Sheriff Bob Gualtieri told a small group of disabled residents last week that he’s building a program that would authorize qualified citizens to issue tickets to drivers who illegally park in designated handicapped spaces.
“I personally think it’s pretty appalling that people park in these spaces who don’t need them,” Gualtieri said to a group of eight people, some with limited vision and mobility, at a recent American with Disabilities Act Advisory Committee meeting at Hale Senior Activity Center in Dunedin.
Residents had complained a month earlier that the law wasn’t being enforced. Committee chairman John Espey invited Gualtieri to address the group's concerns at its Feb. 24 meeting.
The interim Pinellas County sheriff, wearing a white dress shirt and tie, promised that within the next 30 days, he would be ready to roll out a structured training program for citizen patrol groups that puts handicapped parking enforcement in their hands.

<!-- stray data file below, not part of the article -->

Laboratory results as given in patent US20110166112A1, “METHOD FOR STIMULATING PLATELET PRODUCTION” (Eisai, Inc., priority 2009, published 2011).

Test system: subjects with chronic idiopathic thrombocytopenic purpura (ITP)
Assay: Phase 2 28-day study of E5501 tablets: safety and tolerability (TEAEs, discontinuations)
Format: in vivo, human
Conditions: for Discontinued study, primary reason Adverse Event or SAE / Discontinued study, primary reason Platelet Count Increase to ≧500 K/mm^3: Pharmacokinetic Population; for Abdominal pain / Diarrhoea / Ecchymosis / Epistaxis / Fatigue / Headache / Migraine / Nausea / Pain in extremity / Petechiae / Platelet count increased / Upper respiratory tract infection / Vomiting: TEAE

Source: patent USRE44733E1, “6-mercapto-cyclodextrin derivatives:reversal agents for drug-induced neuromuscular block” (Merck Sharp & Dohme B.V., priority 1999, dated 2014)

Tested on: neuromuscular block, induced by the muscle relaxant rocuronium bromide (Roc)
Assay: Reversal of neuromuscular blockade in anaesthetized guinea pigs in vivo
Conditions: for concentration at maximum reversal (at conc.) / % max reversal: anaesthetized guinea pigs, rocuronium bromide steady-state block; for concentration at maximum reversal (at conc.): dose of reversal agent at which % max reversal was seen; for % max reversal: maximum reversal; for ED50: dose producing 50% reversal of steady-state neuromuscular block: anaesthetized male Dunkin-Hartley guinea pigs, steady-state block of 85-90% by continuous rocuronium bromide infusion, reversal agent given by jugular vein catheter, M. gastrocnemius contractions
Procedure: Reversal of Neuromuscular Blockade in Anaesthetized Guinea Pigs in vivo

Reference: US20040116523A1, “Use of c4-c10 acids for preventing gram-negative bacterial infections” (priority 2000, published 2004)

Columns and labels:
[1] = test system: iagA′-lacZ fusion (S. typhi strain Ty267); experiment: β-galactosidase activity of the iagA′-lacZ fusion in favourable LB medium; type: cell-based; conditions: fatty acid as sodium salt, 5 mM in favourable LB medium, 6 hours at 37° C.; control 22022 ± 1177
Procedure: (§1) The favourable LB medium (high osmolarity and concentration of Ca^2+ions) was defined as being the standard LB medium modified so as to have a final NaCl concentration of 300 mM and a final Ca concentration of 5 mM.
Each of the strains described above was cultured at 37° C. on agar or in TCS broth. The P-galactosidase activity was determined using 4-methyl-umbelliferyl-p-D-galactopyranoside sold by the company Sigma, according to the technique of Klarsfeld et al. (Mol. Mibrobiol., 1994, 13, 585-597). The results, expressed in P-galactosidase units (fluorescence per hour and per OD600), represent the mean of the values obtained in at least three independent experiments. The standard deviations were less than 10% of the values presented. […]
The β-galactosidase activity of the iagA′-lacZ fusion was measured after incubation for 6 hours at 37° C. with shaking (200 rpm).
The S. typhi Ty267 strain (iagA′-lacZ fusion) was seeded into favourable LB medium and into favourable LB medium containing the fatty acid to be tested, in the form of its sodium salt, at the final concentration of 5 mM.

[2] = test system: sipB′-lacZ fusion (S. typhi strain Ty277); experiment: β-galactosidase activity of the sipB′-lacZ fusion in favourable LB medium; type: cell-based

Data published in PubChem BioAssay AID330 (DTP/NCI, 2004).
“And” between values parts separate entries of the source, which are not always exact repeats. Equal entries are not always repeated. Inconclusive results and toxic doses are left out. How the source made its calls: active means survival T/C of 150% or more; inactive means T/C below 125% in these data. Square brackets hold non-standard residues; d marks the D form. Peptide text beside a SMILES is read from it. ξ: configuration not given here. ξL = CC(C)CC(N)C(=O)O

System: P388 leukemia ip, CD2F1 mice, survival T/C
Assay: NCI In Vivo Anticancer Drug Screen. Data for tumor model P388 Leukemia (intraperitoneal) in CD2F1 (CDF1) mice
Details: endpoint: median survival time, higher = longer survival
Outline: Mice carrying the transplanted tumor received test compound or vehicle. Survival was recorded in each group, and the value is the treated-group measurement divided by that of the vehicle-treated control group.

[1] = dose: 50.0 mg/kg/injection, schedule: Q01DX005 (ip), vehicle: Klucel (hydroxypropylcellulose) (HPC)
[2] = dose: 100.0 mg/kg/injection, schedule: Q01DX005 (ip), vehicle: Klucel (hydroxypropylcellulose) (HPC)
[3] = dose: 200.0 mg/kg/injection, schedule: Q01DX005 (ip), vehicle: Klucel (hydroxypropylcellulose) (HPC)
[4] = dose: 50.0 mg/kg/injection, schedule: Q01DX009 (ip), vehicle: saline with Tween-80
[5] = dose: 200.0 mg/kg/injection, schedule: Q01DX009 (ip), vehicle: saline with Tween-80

“I’m a big believer in getting things done,” Gualtieri said. “We don’t need to meet and talk, meet and talk.”
Gualtieri said he would likely model the initiative after existing citizen patrol programs and that local municipalities would get a percentage of the revenue generated from fines.
Greg Rice, planning and development director for the city, was in attendance at the meeting. He mentioned he would probably send members of the citizen patrol out in pairs to minimize safety concerns.
Gualtieri took office in November after Sheriff Jim Coats resigned to care for his ailing wife. Gualtieri has 20 years of service with the Pinellas County Sheriff’s Office and is up for election Nov. 6.
He will face former longtime sheriff Everett Rice, Randy Heine, Tim Ingold and Scott Swope in the election.
A nonpartisan sheriff’s candidate forum is scheduled at the VFW Dunedin-Palm Harbor Post 2550 on Douglas Avenue from 7-9 p.m. April 18. Residents are asked to email questions for the candidates in advance to email@example.com.